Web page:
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Construction Risk Management and Project Delivery Strategies

Risk is inherent in construction and must be properly analyzed and mitigated to ensure the success of your project. In this article we discuss the methodologies and advantages of several methods of
assigning contractual responsibility and performing risk management for a construction project.

Risk is, in short, anything that can go wrong. This can include:

  • Development risk – funding, entitlement, approvals to actually perform the project.
  • Financial risks – cost overruns due to uncontrolled change orders or unstable market pricing.
  • Unforeseen conditions – unidentified subsurface conditions, hazardous materials or unknown
    conditions discovered during renovations.
  • Disputes – deriving from misunderstandings, poor scope or contractual documentation, or
    unrealistic expectations.
  • Schedule – if it’s over schedule it usually means it’s over budget.
  • Quality – potential for design or construction defects.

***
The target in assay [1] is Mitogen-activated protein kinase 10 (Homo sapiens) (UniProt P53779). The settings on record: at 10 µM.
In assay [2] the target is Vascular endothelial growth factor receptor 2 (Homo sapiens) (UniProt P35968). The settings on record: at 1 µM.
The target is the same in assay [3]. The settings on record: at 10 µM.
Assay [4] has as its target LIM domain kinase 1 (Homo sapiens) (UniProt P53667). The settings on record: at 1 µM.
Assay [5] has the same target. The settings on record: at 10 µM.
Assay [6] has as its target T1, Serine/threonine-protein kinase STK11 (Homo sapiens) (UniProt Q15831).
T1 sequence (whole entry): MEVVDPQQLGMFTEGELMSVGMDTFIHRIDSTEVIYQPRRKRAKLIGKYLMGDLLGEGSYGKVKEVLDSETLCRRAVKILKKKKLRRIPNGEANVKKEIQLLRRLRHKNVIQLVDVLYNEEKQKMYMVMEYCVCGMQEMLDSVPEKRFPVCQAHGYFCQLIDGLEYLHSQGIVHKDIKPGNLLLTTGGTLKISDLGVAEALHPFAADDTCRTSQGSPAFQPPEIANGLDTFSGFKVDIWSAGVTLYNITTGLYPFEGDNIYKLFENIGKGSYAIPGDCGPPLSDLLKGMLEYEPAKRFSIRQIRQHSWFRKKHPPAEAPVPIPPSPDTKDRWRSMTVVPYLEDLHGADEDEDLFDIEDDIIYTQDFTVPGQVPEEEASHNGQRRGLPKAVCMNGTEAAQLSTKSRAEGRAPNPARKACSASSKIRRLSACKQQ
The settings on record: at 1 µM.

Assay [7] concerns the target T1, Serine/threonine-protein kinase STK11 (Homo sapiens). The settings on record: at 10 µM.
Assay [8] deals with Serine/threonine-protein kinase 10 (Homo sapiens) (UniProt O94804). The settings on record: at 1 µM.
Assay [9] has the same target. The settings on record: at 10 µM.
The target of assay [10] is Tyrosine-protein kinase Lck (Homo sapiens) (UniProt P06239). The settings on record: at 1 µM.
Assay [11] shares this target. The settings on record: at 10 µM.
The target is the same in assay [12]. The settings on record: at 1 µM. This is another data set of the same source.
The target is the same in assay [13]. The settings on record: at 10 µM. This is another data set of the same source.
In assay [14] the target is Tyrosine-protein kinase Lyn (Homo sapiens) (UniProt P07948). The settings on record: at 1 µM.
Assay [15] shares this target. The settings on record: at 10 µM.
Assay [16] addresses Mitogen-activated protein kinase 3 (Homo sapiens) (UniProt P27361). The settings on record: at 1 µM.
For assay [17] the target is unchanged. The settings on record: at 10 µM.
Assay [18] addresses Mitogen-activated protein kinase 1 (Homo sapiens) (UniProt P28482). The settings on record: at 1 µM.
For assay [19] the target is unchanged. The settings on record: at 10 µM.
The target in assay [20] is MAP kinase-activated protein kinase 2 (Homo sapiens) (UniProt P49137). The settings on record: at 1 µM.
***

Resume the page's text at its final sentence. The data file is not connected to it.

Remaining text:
• Accidents or mistakes – responsibility for correction, insurance disputes.

Choose your Project Delivery Model based on assessment of the risks and allocate the risks to that
party best able to evaluate, control, manage and assume the risk. Proper allocation of risk will yield a project that is less adversarial, with fewer surprises, cost impacts, and completed in a timely manner. Following is a brief sketch of the predominant project delivery systems and their pros and cons.

Lump Sum Contract

In a Lump Sum Contract the contractor agrees to perform the work for a fixed
amount and assumes most of the risk. This project model works best with low risk projects such as
new building, known conditions, standardized construction or commercial core-and shell
construction. Because the contractor is basing his bid upon the project drawings and specifications,
this method is only as good as the documents. The scope of work needs to be clearly defined
because any omissions or mistakes in those documents can subject the Owner to expensive change orders over which the Owner has less negotiating control. In this model the contractor assumes the risk to build what is clearly documented in his contract, and the Owner assumes the risk for any change after the contract is executed.

Time and Materials

In this model the Owner accepts most of the risk in exchange for a lower contractor fee. The scope of the work and all change orders are performed at pre-negotiated hourly rates and markups. This method works well when there are many unknown conditions, eliminating the need for the contractor to include a huge contingency.

Time and Materials to a Guaranteed Maximum Price (GMP).